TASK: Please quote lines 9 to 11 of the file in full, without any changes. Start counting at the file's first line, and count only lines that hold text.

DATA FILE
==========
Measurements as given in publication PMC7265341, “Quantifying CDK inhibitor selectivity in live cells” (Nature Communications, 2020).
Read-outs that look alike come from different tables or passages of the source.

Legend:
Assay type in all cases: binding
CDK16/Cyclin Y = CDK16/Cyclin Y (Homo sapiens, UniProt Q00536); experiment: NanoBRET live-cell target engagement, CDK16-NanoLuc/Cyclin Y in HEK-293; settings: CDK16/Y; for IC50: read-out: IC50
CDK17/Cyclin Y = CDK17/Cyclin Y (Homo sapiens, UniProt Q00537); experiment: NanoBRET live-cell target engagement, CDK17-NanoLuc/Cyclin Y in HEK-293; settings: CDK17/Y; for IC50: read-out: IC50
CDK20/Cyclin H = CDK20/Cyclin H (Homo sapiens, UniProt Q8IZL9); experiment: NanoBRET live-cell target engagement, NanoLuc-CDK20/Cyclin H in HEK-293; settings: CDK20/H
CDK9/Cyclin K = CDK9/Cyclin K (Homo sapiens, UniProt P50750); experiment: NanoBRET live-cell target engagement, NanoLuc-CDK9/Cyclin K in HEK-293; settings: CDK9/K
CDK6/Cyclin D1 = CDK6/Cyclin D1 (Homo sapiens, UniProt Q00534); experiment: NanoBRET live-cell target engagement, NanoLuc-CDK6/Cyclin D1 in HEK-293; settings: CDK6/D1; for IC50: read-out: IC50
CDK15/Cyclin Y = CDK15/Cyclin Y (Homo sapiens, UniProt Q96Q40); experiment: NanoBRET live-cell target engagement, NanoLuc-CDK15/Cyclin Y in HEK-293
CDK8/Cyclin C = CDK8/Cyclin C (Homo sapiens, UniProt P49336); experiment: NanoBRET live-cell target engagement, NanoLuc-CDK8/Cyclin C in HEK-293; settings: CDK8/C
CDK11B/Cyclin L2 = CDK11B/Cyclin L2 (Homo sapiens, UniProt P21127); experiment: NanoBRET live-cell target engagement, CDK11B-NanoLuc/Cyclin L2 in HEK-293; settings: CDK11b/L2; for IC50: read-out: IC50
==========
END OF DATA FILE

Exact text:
CDK6/Cyclin D1 = CDK6/Cyclin D1 (Homo sapiens, UniProt Q00534); experiment: NanoBRET live-cell target engagement, NanoLuc-CDK6/Cyclin D1 in HEK-293; settings: CDK6/D1; for IC50: read-out: IC50
CDK15/Cyclin Y = CDK15/Cyclin Y (Homo sapiens, UniProt Q96Q40); experiment: NanoBRET live-cell target engagement, NanoLuc-CDK15/Cyclin Y in HEK-293
CDK8/Cyclin C = CDK8/Cyclin C (Homo sapiens, UniProt P49336); experiment: NanoBRET live-cell target engagement, NanoLuc-CDK8/Cyclin C in HEK-293; settings: CDK8/C